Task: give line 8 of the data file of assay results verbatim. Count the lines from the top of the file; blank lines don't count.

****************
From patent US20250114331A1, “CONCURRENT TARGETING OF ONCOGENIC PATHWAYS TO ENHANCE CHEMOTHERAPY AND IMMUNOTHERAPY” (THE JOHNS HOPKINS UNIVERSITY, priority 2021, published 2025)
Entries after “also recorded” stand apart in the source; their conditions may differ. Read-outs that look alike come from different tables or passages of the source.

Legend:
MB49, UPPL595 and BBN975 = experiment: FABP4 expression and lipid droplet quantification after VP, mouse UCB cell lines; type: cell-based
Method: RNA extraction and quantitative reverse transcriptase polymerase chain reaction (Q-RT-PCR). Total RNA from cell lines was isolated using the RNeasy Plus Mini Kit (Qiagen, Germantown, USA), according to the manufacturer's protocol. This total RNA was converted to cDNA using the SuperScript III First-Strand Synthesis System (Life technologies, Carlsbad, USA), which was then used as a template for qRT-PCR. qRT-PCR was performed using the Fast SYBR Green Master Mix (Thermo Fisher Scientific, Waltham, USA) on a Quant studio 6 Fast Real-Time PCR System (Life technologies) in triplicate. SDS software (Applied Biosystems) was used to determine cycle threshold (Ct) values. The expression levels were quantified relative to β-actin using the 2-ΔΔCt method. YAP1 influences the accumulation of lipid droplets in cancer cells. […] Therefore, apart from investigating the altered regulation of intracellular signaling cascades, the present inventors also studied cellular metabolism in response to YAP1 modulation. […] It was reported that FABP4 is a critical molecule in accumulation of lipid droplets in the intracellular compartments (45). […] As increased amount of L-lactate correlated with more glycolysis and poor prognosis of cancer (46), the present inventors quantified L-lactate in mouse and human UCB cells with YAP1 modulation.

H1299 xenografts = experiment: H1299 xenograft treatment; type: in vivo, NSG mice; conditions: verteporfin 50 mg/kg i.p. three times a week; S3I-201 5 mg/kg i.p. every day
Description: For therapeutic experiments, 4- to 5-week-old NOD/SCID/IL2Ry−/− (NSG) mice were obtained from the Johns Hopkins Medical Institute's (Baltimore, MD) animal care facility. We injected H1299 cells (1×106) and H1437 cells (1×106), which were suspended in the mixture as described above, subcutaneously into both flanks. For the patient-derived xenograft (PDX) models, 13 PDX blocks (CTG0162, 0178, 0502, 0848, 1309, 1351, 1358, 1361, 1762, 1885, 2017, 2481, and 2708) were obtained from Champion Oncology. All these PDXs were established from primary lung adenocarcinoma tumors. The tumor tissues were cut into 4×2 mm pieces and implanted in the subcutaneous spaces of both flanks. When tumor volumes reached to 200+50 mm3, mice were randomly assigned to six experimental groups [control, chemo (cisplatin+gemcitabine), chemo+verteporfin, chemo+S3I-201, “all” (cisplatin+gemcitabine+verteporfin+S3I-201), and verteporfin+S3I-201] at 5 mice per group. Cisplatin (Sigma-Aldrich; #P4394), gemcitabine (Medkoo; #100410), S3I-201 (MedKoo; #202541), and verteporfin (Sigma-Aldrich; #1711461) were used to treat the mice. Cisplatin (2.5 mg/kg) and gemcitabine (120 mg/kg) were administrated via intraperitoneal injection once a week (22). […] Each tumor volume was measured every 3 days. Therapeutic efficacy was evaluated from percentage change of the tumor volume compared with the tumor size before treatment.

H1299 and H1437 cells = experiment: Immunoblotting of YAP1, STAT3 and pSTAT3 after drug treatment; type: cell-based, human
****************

H1299 and H1437 cells = experiment: Immunoblotting of YAP1, STAT3 and pSTAT3 after drug treatment; type: cell-based, human